It goes without saying that, if we were to peel off the layers of custom and myth surrounding kissing under the mistletoe in an attempt to discover its true history, we would find ourselves in the midst of ancient erotica. Mistletoe has long been regarded as an aphrodisiac and fertility herb. It may also possess the ability to cause an abortion, which would help explain its association with uninhibited sexuality.
Botanical Information on Mistletoe
The unusual botanical history of mistletoe goes a long way towards explaining the awe in which it was held by ancient peoples. For, in spite of not being rooted in the soil, mistletoe remained green throughout the winter, while the trees upon which it grew and upon which it fed did not (the European mistletoe often grows on apple trees; more rarely on oaks). The fascination this must have exerted over pre-scientific peoples is understandable.
Most types of mistletoe are classified as partial parasites. They are not full parasites, since the plants are capable of photosynthesis. But these mistletoe plants are parasitic in the sense that they send a special kind of root system (called "haustoria") down into their hosts, in order to extract nutrients from the trees.
Various types of mistletoe grow all over world, so it is difficult to generalize about the plant. Mistletoe is in the Loranthaceae family. The flowers of tropical mistletoes can be much larger and more colorful than the small yellow flowers (later yielding whitish-yellow berries) that Westerners associate with the plant. The mistletoe common in Europe is classified as Viscum album, while its American counterpart is Phoradendron flavescens.
The U.S. is also home to a dwarf mistletoe, called Arceuthobium pusillum. The latter is not something that you would want growing on your landscape, since it harms the trees that it uses as hosts. Even the hemiparasitical mistletoes are far from beneficial to their hosts. But A. pusillum is fully parasitical, having no leaves of its own. And since there are no leaves to harvest from this plant, dwarf mistletoe is even useless as a Christmas decoration.
While partyers focus on kissing under the mistletoe, and while botanists concentrate on distinguishing partially parasitical mistletoes from the fully parasitical types, the medical profession has begun to investigate the alleged benefits of mistletoe to human health. Actress Suzanne Somers increased public awareness of the research taking place on mistletoe as a possible cure for breast cancer. Somers opted to treat her breast cancer with Iscador, a drug made from a mistletoe extract.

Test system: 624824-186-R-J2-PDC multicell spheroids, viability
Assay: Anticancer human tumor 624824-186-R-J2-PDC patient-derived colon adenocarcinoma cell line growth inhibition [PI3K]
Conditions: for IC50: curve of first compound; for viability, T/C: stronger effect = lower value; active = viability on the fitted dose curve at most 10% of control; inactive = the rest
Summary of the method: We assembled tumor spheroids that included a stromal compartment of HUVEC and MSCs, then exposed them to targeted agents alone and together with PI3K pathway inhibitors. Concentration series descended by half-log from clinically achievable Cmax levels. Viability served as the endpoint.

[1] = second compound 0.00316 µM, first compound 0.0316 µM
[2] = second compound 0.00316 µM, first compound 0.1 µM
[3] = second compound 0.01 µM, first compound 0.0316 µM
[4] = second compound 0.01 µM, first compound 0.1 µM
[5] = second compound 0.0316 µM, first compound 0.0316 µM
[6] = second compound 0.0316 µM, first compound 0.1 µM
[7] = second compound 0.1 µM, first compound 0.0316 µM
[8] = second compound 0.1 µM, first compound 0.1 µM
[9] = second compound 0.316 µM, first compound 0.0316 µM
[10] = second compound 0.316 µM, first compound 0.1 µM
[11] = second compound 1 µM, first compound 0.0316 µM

Origins of the Word, "Mistletoe"
The origin of the word, "mistletoe," itself is every bit as complex and obscure as the botany and myth surrounding the plant.
The word originated from the perception in pre-scientific Europe that mistletoe plants burst forth, as if by magic, from the excrement of the "mistel" (or "missel") thrush. According to Sara Williams at the University of Saskatchewan Extension, "It was observed in ancient times that mistletoe would often appear on a branch or twig where birds had left droppings. 'Mistel' is the Anglo-Saxon word for 'dung,' and 'tan' is the word for 'twig'. So, mistletoe means 'dung-on-a-twig' (not exactly a word origin in keeping with the romantic reputation of mistletoe plants)."
While belief in spontaneous generation has long been discredited, the word origin of "mistletoe" is not as fanciful as one might at first think. "By the sixteenth century," says Williams, "botanists had discovered that the mistletoe plant was spread by seeds which had passed through the digestive tract of birds." And folks had known for some time that the berry of mistletoe plants is a favorite treat of the mistel thrush. So, while their reasoning was somewhat askew, the old-timers were justified, after all, in naming mistletoe plants after the bird most responsible for spreading it around.
Its Famous Literary Past
As might be expected from a plant that has held people's fascination for so long, mistletoe plant has also carved out a niche of fame for itself in literary annals. Two of the better-known books of the Western tradition feature a particular mistletoe shrub prominently, one given the pseudonym of "golden bough."
In Virgil's Aeneid, the most famous book in classical Latin literature, the Roman hero, Aeneas makes use of this "golden bough" at a critical juncture of the book. The golden bough was to be found on a special tree in the grove sacred to Diana, at Nemi, a tree containing a mistletoe plant. The prophetess, Sibyl instructed Aeneas to pluck this magic bough before attempting his descent into the underworld.
Sibyl knew that, with the aid of such magic, Aeneas would be able to undertake the perilous venture with confidence. Two doves guided Aeneas to the grove and landed on the tree, "from which shone a flickering gleam of gold. As in the woods in the cold winter the mistletoe—which puts out seed foreign to its tree—stays green with fresh leaves and twines its yellow fruit about the boles; so the leafy gold seemed upon the shady oak, so this gold rustled in the gentle breeze" (Aeneid VI, 204-209).
The title of Sir James G. Frazer's anthropological classic, The Golden Bough, derives from this very scene in Virgil's Aeneid. But just how can something green like mistletoe plants become associated with the color, gold? According to Frazer, mistletoe could become a "golden bough" because when the plant dies and withers (even evergreens eventually die), mistletoe plant acquires a golden hue. Fair enough. But botany and folklore most likely must be mingled to arrive at the full explanation.
The perception of goldenness in the dried leaves of mistletoe plants was probably influenced by the fact that, in the folklore of Europe, it was thought that mistletoe plants in some cases are brought to earth when lightning strikes a tree in a blaze of gold. And a fitting arrival it would be, after all, for a plant whose home is half way between the heavens and the earth.